Monday, February 02, 2009

Second best might still be good, just not best 

I was going to comment on the thread accompanying Janet's post about road emergencies but decided it was worth its own post. (I get to do that: it's my blog.)

Conservative opposition to the extra-constitutional creep of government into everyday lives does not mean that government can never work well in our view. It might. What we do not know is how well roadside assistance like that Janet received would be provided by the private sector. We do have AAA and other roadside assistance programs. One could choose to save money and have no assistance; in a private-road world AAA or other roadside assistance programs may offer an expanded range of services. We currently organize society to have public provision of roads and of emergency services, and we currently choose to have public financing through taxation for those services. That they served Janet well that day last week does not make them the most efficient. We do not know, nor does anyone commenting on Janet's post know, how those services would have been provided if 911 and MnDOT did not exist. Maybe it would work well, and maybe it would not. The point is that just because MnDOT in some case does its job well does not mean some other organizational structure might not provide it better and cheaper.

We already have many states contracting out for toll roads. Often these toll road contracts include contracting for maintenance services. For a road that had upgraded roadside assistance even better than MnDOT's perhaps people would be willing to pay a higher fee.

UPDATE (10 pm): �During�24�commercials I read two emails to this post. �From Janet:

In both instances, I used AAA for towing. The first instance, when I was waiting for AAA, MNDOT stopped to check. Nice that they did but not necessary. In the 2nd instance, I was concerned my car would just coast to a stop in a lane with lots of speeding traffic because that section of road has no shoulders. There would be no way for me to get out of my car safely nor would there be any warning for oncoming cars other than my flashers � hence my call to 911. I thought maybe I could get a cop car to get behind me so I wouldn�t be rear-ended and hurt along with people in the car that could not avoid hitting me. Luckily, I found the only 40� of grass and got off the road. At that point, 911 turned me over to a towing company.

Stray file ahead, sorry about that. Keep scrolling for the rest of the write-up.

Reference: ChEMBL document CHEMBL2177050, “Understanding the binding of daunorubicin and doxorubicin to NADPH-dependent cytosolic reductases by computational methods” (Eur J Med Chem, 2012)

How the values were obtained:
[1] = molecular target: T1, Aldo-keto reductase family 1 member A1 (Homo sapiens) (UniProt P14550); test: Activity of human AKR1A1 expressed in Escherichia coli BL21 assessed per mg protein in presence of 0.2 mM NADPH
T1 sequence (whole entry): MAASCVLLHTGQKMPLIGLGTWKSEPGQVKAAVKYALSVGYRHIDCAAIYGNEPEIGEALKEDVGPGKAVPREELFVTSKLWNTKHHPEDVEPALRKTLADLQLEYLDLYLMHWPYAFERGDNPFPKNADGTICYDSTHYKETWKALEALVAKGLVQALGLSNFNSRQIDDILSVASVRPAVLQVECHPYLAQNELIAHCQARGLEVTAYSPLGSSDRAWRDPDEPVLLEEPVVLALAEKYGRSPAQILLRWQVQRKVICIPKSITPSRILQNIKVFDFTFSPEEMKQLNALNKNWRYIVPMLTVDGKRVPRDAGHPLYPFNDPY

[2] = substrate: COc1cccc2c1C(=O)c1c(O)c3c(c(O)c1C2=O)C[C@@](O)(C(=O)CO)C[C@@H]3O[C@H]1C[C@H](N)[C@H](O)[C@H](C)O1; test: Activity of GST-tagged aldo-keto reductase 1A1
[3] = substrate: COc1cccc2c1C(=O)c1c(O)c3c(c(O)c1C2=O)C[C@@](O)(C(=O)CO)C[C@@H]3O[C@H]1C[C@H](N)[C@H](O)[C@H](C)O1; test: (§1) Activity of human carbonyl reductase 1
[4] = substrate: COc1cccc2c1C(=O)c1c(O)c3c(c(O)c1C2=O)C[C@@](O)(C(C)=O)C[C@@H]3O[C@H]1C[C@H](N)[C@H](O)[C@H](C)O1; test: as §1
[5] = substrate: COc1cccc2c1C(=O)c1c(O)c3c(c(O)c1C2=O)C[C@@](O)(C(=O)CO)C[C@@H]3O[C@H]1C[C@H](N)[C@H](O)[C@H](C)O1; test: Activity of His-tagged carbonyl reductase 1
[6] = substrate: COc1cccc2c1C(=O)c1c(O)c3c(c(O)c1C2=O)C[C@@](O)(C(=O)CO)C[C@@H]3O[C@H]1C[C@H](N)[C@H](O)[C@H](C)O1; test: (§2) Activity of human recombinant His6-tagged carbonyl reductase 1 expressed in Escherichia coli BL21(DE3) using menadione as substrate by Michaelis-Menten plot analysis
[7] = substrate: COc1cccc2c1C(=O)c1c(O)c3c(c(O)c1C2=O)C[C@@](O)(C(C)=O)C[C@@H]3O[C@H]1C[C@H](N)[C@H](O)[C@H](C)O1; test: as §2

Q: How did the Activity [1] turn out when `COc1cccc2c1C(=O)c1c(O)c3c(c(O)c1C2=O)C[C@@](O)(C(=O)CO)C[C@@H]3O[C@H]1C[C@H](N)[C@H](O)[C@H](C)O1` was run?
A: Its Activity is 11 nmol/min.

My point was that there are times that it�s nice to have government help but that�s not to say a private operation could or could not do better. Personally, I�d prefer most of it private because of accountability. However, there are times when one needs police and my 2nd instance was one where police could have been appropriate.

Overall, just because 2 agencies did their jobs, does not make one a supporter of all government services...
The second from Prof. John Spry of Univ. of St. Thomas:
I am attaching a link to a paper of mine about services on toll roads. ...

The paper was inspired by my 89 Dodge Aries breaking down on the New York Throughway, and calling AAA. AAA was banned from helping stranded AAA members on that road, so that politically connected repair shops could have a monopoly on towing on �their turf� of a stretch of toll road. So I sat in 5 degree weather for 3 hours after calling AAA waiting for the non-AAA government appointed monopoly to arrive.
It does seem that there are functions that can be best served by police such as Janet's second breakdown. (Hopefully her last, too, as Janet will be getting new wheels shortly.) But John's story is instructive -- when you allow government to decide who can serve these functions, rent-seeking too often ensues with taxpayers left without the efficient level of service.

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